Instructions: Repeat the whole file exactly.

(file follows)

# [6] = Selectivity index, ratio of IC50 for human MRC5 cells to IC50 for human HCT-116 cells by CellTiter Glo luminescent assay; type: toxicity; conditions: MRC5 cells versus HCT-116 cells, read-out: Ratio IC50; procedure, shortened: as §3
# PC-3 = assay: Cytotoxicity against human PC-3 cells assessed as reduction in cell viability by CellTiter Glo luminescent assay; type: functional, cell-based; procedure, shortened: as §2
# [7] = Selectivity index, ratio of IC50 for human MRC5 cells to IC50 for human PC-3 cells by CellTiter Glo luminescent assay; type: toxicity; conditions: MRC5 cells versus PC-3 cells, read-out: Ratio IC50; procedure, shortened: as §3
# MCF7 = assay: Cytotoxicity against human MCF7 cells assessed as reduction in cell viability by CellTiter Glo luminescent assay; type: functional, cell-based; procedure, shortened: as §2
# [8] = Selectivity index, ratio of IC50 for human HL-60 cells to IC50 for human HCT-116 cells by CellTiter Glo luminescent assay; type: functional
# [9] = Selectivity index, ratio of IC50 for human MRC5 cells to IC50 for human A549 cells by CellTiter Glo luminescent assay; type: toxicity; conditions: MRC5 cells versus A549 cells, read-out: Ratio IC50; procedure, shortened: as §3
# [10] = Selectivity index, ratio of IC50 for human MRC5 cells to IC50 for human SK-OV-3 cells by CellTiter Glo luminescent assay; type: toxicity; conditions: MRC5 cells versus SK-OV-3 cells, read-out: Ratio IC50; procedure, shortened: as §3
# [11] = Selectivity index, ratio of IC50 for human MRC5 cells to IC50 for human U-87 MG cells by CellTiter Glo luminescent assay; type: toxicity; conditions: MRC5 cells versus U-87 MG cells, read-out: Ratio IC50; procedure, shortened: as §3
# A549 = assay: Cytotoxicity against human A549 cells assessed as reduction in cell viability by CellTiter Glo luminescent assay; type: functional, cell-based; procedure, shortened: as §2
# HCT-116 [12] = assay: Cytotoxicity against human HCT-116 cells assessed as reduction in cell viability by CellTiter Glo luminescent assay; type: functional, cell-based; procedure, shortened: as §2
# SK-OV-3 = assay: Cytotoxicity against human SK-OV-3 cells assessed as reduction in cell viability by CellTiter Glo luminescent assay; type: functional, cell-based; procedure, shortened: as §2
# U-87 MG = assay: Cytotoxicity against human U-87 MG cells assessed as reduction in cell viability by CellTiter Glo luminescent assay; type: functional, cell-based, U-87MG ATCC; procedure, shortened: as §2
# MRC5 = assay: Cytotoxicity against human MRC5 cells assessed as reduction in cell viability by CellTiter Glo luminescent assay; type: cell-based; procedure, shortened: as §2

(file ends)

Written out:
# [6] = Selectivity index, ratio of IC50 for human MRC5 cells to IC50 for human HCT-116 cells by CellTiter Glo luminescent assay; type: toxicity; conditions: MRC5 cells versus HCT-116 cells, read-out: Ratio IC50; procedure, shortened: as §3
# PC-3 = assay: Cytotoxicity against human PC-3 cells assessed as reduction in cell viability by CellTiter Glo luminescent assay; type: functional, cell-based; procedure, shortened: as §2
# [7] = Selectivity index, ratio of IC50 for human MRC5 cells to IC50 for human PC-3 cells by CellTiter Glo luminescent assay; type: toxicity; conditions: MRC5 cells versus PC-3 cells, read-out: Ratio IC50; procedure, shortened: as §3
# MCF7 = assay: Cytotoxicity against human MCF7 cells assessed as reduction in cell viability by CellTiter Glo luminescent assay; type: functional, cell-based; procedure, shortened: as §2
# [8] = Selectivity index, ratio of IC50 for human HL-60 cells to IC50 for human HCT-116 cells by CellTiter Glo luminescent assay; type: functional
# [9] = Selectivity index, ratio of IC50 for human MRC5 cells to IC50 for human A549 cells by CellTiter Glo luminescent assay; type: toxicity; conditions: MRC5 cells versus A549 cells, read-out: Ratio IC50; procedure, shortened: as §3
# [10] = Selectivity index, ratio of IC50 for human MRC5 cells to IC50 for human SK-OV-3 cells by CellTiter Glo luminescent assay; type: toxicity; conditions: MRC5 cells versus SK-OV-3 cells, read-out: Ratio IC50; procedure, shortened: as §3
# [11] = Selectivity index, ratio of IC50 for human MRC5 cells to IC50 for human U-87 MG cells by CellTiter Glo luminescent assay; type: toxicity; conditions: MRC5 cells versus U-87 MG cells, read-out: Ratio IC50; procedure, shortened: as §3
# A549 = assay: Cytotoxicity against human A549 cells assessed as reduction in cell viability by CellTiter Glo luminescent assay; type: functional, cell-based; procedure, shortened: as §2
# HCT-116 [12] = assay: Cytotoxicity against human HCT-116 cells assessed as reduction in cell viability by CellTiter Glo luminescent assay; type: functional, cell-based; procedure, shortened: as §2
# SK-OV-3 = assay: Cytotoxicity against human SK-OV-3 cells assessed as reduction in cell viability by CellTiter Glo luminescent assay; type: functional, cell-based; procedure, shortened: as §2
# U-87 MG = assay: Cytotoxicity against human U-87 MG cells assessed as reduction in cell viability by CellTiter Glo luminescent assay; type: functional, cell-based, U-87MG ATCC; procedure, shortened: as §2
# MRC5 = assay: Cytotoxicity against human MRC5 cells assessed as reduction in cell viability by CellTiter Glo luminescent assay; type: cell-based; procedure, shortened: as §2